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Vygotsky’s concept of the “Zone of Proximal Development”

Learners are provided with research summaries along with a diagrammatical representation of each idea.
© National STEM Learning Centre

Below we have provided a summary of Vygotsky’s concept of the “Zone of Proximal Development.” You may be already familiar with this, but here we’d like you to refresh and focus on how this might inform your thoughts on challenge and learning.

Vygotsky stresses the importance of looking at each child as an individual who learns distinctively. Consequently, the knowledge and skills that are worthwhile learning varies with the individual.

The overall goal of education according to Vygotsky is to “generate and lead development which is the result of social learning through internalization of culture and social relationships”. He repeatedly stressed the importance of past experiences and prior knowledge in making sense of new situations or present experiences. Therefore, all new knowledge and newly introduced skills are greatly influenced by each student’s culture, especially their family environment.

Vygotsky promoted the development of higher level thinking and problem solving in education. If situations are designed to have students utilize critical thinking skills, their thought processes are being challenged and new knowledge gained. The knowledge achieved through experience also serves as a foundation for the behaviours of every individual.

Vygotsky’s concept of the “Zone of Proximal Development” (ZPD) posits that human potential is theoretically limitless; but the practical limits of human potential depend upon quality social interactions and residential environment. This ZPD is “the distance between the actual developmental level as determined by independent problem solving and the level of potential development as determined through problem solving under adult guidance or in collaboration with more capable peers”. In theory, then, so long as a person has access to a more capable peer, any problem can be solved.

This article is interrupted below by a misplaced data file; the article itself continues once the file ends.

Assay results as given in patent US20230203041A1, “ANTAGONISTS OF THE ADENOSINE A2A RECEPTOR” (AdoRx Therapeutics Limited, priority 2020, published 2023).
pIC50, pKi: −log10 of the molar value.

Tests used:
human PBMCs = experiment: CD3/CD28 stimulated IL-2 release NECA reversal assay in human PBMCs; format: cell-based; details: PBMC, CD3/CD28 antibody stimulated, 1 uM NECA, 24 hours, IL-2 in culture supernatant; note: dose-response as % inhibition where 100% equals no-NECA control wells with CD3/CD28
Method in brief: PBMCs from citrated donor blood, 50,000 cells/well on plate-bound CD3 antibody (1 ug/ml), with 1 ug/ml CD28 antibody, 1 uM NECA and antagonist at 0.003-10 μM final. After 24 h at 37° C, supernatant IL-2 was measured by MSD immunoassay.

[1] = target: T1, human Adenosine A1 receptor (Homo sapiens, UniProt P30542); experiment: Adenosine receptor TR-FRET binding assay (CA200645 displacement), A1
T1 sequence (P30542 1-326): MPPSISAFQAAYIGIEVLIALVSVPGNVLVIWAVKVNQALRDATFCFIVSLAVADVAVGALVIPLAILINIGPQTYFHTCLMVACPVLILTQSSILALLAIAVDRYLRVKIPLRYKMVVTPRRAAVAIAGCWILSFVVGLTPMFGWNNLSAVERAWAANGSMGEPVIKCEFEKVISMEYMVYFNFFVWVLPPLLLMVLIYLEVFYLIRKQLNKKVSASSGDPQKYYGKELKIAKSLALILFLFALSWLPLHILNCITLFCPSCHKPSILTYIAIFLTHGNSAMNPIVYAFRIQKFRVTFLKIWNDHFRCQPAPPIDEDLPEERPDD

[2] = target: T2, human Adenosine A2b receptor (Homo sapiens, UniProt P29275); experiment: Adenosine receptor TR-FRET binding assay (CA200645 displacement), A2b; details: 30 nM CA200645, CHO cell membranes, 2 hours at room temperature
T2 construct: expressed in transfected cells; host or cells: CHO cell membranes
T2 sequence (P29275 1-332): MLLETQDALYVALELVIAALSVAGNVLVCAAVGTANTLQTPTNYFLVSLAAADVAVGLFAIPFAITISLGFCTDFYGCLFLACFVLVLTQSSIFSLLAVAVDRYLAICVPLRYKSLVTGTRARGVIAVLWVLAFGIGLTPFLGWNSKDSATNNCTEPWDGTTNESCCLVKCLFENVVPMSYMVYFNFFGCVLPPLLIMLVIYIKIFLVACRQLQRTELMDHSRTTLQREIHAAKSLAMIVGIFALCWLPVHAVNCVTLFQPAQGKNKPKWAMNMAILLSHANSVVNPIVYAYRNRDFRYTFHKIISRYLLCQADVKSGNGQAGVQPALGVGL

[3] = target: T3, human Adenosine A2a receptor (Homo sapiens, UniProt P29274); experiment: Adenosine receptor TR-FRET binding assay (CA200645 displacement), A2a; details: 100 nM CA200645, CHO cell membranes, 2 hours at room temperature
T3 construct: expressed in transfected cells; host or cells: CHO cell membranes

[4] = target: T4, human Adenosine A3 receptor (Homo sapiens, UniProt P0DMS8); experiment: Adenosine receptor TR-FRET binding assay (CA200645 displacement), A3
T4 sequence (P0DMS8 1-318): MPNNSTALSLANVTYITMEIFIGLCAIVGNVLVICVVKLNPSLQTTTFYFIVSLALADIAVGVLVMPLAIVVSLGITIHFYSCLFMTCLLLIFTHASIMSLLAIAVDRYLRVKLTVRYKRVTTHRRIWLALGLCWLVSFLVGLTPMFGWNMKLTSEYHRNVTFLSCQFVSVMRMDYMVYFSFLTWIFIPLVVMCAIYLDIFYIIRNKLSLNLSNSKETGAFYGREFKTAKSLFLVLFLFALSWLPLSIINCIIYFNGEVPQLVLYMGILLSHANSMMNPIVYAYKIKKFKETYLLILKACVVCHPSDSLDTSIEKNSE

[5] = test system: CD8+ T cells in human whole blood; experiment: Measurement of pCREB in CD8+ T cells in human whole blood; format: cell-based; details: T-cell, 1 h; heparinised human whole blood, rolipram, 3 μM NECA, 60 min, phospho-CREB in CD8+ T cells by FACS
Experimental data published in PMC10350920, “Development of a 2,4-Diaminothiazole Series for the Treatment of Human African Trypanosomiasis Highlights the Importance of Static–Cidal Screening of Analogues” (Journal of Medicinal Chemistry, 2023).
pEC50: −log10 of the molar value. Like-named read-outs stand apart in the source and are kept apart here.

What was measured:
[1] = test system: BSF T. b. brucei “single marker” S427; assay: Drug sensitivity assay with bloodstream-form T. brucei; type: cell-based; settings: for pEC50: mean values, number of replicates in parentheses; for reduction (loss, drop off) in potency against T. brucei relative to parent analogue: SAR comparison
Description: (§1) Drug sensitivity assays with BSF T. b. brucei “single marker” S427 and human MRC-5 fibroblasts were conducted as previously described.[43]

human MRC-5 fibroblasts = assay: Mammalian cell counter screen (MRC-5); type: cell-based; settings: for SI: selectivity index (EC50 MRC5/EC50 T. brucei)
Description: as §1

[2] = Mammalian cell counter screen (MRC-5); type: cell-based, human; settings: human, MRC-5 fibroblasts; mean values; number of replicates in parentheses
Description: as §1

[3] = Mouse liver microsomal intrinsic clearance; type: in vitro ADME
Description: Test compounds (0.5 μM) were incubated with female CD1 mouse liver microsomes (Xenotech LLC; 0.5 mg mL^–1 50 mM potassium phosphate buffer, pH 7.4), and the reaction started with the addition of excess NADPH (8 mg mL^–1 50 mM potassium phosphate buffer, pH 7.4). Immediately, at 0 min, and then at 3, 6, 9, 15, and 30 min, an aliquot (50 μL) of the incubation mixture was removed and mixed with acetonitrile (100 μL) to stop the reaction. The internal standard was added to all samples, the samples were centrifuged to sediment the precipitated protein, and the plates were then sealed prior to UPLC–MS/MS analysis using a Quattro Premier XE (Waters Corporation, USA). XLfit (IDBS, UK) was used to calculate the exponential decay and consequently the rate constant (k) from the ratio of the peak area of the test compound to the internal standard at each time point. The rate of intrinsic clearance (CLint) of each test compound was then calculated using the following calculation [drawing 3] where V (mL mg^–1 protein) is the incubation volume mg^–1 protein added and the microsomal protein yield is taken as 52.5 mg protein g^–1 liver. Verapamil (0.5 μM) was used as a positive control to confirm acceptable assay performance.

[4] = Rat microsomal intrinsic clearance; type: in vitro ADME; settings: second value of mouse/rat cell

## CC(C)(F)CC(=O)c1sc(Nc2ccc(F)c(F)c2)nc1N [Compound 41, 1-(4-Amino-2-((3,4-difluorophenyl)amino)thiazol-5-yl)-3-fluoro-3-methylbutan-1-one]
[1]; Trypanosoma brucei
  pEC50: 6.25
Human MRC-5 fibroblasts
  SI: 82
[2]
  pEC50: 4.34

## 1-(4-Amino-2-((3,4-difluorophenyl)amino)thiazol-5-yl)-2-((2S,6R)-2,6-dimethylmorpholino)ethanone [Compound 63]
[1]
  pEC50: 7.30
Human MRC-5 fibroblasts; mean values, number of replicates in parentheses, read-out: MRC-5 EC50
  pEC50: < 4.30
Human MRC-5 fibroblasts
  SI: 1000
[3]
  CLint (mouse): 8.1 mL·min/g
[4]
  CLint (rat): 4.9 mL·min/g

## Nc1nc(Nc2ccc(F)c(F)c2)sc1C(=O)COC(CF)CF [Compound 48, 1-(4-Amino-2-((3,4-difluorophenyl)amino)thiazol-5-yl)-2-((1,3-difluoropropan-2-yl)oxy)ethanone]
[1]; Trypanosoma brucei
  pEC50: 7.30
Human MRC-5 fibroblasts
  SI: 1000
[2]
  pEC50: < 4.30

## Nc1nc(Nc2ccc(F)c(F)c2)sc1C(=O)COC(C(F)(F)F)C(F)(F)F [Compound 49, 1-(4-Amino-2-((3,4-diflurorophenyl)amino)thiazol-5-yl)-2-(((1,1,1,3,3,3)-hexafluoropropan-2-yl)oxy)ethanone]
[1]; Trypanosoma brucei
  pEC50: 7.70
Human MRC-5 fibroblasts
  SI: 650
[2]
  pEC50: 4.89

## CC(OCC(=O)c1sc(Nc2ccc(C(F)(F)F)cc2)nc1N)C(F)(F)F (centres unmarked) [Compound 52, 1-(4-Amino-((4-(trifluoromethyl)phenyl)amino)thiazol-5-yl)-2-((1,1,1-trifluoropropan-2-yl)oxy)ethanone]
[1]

Lev Vygotsky and ZPD Lev Vygotsky and the “Zone of Proximal Development” (ZPD)

The ZPD works in conjunction with the use of scaffolding. Knowledge, skills and prior experiences, which come from an individual’s general knowledge, create the foundation of scaffolding for potential development. At this stage, students interact with adults and/or peers to accomplish a task, which could possibly not be completed independently. The use of language and shared experience is essential to successfully implementing scaffolding as a learning tool.

Vygotsky defined the “More Knowledgeable Other” (MKO) as anyone who has a better understanding or a higher ability level than the learner, particularly in regards to a specific task, concept or process. Traditionally the MKO is thought of as a teacher or an older adult. However, this is not always the case. Other possibilities for the MKO could be a peer, sibling, a younger person, or even a computer. The key to MKO is that they must have more knowledge about the topic being learned than the learner does. Teachers or more capable peers can raise the student’s competence through the ZPD.

In summary

Vygotsky’s findings suggest that the curriculum should generally challenge and stretch learner’s competence. The curriculum should provide many opportunities to apply previous skills, knowledge and experiences, with “authentic activities connected to real-life environment” “… since children learn much through interaction, curricula should be designed to emphasize interaction between learners and learning tasks”.

(Adapted from ‘The Educational Theory of Lev Vygotsky: an analysis’ M. Dahms, K. Geonnotti, D. Passalacqua. J. N. Schilk, A. Wetzel, and M. Zulkowsky, 2007.)


How might Vygotsky’s concept of the “Zone of Proximal Development” inform the way you teach and differentiate learning in your classroom?
Don’t worry if you haven’t fully formed your thinking, it’s worth capturing your initial ideas in the comments first. Then, draw upon other learners’ contributions to help you develop your thinking.
© National STEM Learning Centre
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